iii. Always cut on action: but let action run longer than you will need. Wait at least five extra seconds after you think you should call cut to actually call cut.

4. Lighting
(check out this resource online for quick guides on how to manipulate light)
i. High Key Lighting: No shadows, suggests an upbeat mood.
ii. Low key Lighting: Darker, moodier lighting adding shadows and more depth to a scene.
iii. Three-Point Lighting
—-Key Light: The main light source.
—-Fill Light: Fills in the shadow left from the key light and adds texture to the subject’s face.
Back Light: Lights the shoulders and back of the subject, making him/her stand out from the background.

5. Tips for Shooting on Video
How to decide what shots to use
–a)Think about mise-en-scene. Provide visual interest in every frame. Unless it’s absolutely essential don’t shot against a white background, which decreases the perceived depth between a subject and the far background. Rather than centering the subject in the frame, divide the frame into thirds of fifths to make the composition more dynamic (use symmetry sparingly, and always for a specific effect).
–b) Shoot subjects from far away in order have selective focus.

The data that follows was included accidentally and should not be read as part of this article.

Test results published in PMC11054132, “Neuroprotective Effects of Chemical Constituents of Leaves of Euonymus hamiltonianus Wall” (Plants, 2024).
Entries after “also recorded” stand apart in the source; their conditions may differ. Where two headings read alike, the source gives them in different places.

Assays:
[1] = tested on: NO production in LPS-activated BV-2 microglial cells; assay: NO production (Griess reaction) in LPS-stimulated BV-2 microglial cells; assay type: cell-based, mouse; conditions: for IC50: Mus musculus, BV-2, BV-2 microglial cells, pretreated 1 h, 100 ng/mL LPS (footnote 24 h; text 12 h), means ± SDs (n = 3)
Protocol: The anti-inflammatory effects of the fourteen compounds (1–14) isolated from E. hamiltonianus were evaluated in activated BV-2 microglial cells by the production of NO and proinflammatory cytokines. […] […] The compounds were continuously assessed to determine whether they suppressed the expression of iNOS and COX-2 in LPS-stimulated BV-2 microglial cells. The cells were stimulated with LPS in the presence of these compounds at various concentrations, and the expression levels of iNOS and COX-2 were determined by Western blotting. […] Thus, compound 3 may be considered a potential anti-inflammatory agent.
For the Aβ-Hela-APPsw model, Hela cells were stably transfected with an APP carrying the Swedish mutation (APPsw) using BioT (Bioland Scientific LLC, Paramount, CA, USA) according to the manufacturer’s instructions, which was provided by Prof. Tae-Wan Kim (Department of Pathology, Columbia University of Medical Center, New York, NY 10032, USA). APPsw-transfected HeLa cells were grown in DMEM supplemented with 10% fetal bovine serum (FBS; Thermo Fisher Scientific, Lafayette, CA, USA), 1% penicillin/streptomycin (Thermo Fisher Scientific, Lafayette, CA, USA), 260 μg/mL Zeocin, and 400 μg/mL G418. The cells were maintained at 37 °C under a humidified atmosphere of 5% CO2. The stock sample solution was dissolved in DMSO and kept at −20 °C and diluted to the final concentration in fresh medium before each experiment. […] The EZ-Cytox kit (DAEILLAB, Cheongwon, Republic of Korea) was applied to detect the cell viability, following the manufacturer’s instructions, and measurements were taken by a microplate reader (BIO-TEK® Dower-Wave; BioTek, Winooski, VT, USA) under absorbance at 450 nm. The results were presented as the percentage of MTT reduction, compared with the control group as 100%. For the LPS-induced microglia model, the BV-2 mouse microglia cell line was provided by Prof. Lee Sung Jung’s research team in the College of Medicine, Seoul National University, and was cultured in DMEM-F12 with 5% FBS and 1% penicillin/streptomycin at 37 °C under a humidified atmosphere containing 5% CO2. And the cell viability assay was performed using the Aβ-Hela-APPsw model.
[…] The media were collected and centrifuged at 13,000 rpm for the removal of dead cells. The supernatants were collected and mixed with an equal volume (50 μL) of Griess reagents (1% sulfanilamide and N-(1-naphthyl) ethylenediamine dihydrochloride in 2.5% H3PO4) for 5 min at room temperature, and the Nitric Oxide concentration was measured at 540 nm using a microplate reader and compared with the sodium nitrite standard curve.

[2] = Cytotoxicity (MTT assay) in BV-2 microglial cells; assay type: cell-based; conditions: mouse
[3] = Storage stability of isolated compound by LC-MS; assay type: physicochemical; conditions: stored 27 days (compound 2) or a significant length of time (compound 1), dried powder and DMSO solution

–c) Make a shot list in consultation with the director – try to plan which shots you’ll shoot first (this will help with concerns for continuity).
–d) It’s easier for the editor to have more footage than less, so always try to cover all bases during principal photography (this means: shoot as much as you can, from as many angles as possible).
–e) Only use hand-held camera for a reason: don’t assume that freeing the camera from the tripod will give you more freedom. Hand held camera can be quite effective if its use is motivated, rather than arbitrary.
–f) Use CUs sparingly. Always make sure they are motivated and necessary.
–g) Always keep the idea of distance in mind when reading a scene you’re supposed to shoot. The distance between the camera and subject should change depending on the beats of the scene and the level of connection or distance we’re supposed to be feeling.
–h) Think about shooting a scene from the angle you’d most like to observe something in real life. Walk around the actors during rehearsal and try to find this “sweet spot” – more often than not, this will come about naturally and intuitively
–i) Don’t keep the tripod fixed, unless it’s for a specific reason; if a character moves, follow him/her and his/her movements – this keeps the visuals dynamic and interesting, even during dialogue.

HAPPY SHOOTING!